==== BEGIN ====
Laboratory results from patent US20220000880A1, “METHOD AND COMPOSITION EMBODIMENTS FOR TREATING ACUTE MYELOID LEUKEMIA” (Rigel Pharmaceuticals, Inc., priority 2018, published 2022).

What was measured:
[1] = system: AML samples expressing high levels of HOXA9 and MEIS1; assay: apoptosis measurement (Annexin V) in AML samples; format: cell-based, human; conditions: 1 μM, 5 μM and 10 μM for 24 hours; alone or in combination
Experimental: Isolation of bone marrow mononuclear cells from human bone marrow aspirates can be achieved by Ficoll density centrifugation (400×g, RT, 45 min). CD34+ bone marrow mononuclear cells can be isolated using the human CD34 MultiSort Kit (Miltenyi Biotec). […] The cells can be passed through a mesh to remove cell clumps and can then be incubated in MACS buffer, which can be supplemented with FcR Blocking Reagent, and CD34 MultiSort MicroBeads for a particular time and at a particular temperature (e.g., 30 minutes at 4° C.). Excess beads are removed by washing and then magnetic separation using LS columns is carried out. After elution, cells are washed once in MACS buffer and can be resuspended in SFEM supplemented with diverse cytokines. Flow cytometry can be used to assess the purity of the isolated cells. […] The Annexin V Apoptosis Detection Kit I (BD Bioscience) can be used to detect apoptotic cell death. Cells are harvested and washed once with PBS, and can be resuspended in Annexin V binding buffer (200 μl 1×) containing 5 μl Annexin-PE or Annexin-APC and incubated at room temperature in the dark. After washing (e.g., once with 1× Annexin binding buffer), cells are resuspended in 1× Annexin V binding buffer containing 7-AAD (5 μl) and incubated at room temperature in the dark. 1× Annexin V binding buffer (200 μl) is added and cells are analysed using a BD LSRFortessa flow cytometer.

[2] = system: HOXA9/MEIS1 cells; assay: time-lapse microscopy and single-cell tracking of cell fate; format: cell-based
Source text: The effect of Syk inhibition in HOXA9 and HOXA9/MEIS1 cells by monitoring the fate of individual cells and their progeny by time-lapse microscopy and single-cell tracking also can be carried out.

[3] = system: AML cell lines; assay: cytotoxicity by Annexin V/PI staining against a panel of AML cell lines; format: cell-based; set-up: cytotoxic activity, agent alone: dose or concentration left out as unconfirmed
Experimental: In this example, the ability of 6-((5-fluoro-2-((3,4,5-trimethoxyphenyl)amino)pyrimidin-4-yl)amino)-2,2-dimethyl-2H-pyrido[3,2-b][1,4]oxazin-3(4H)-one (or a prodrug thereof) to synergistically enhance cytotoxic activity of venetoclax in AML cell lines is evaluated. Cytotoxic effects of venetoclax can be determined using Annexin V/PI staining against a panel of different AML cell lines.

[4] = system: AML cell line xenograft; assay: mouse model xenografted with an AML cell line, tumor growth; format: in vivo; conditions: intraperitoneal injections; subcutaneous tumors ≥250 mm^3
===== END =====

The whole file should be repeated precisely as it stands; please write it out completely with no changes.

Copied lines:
Laboratory results from patent US20220000880A1, “METHOD AND COMPOSITION EMBODIMENTS FOR TREATING ACUTE MYELOID LEUKEMIA” (Rigel Pharmaceuticals, Inc., priority 2018, published 2022).

What was measured:
[1] = system: AML samples expressing high levels of HOXA9 and MEIS1; assay: apoptosis measurement (Annexin V) in AML samples; format: cell-based, human; conditions: 1 μM, 5 μM and 10 μM for 24 hours; alone or in combination
Experimental: Isolation of bone marrow mononuclear cells from human bone marrow aspirates can be achieved by Ficoll density centrifugation (400×g, RT, 45 min). CD34+ bone marrow mononuclear cells can be isolated using the human CD34 MultiSort Kit (Miltenyi Biotec). […] The cells can be passed through a mesh to remove cell clumps and can then be incubated in MACS buffer, which can be supplemented with FcR Blocking Reagent, and CD34 MultiSort MicroBeads for a particular time and at a particular temperature (e.g., 30 minutes at 4° C.). Excess beads are removed by washing and then magnetic separation using LS columns is carried out. After elution, cells are washed once in MACS buffer and can be resuspended in SFEM supplemented with diverse cytokines. Flow cytometry can be used to assess the purity of the isolated cells. […] The Annexin V Apoptosis Detection Kit I (BD Bioscience) can be used to detect apoptotic cell death. Cells are harvested and washed once with PBS, and can be resuspended in Annexin V binding buffer (200 μl 1×) containing 5 μl Annexin-PE or Annexin-APC and incubated at room temperature in the dark. After washing (e.g., once with 1× Annexin binding buffer), cells are resuspended in 1× Annexin V binding buffer containing 7-AAD (5 μl) and incubated at room temperature in the dark. 1× Annexin V binding buffer (200 μl) is added and cells are analysed using a BD LSRFortessa flow cytometer.

[2] = system: HOXA9/MEIS1 cells; assay: time-lapse microscopy and single-cell tracking of cell fate; format: cell-based
Source text: The effect of Syk inhibition in HOXA9 and HOXA9/MEIS1 cells by monitoring the fate of individual cells and their progeny by time-lapse microscopy and single-cell tracking also can be carried out.

[3] = system: AML cell lines; assay: cytotoxicity by Annexin V/PI staining against a panel of AML cell lines; format: cell-based; set-up: cytotoxic activity, agent alone: dose or concentration left out as unconfirmed
Experimental: In this example, the ability of 6-((5-fluoro-2-((3,4,5-trimethoxyphenyl)amino)pyrimidin-4-yl)amino)-2,2-dimethyl-2H-pyrido[3,2-b][1,4]oxazin-3(4H)-one (or a prodrug thereof) to synergistically enhance cytotoxic activity of venetoclax in AML cell lines is evaluated. Cytotoxic effects of venetoclax can be determined using Annexin V/PI staining against a panel of different AML cell lines.

[4] = system: AML cell line xenograft; assay: mouse model xenografted with an AML cell line, tumor growth; format: in vivo; conditions: intraperitoneal injections; subcutaneous tumors ≥250 mm^3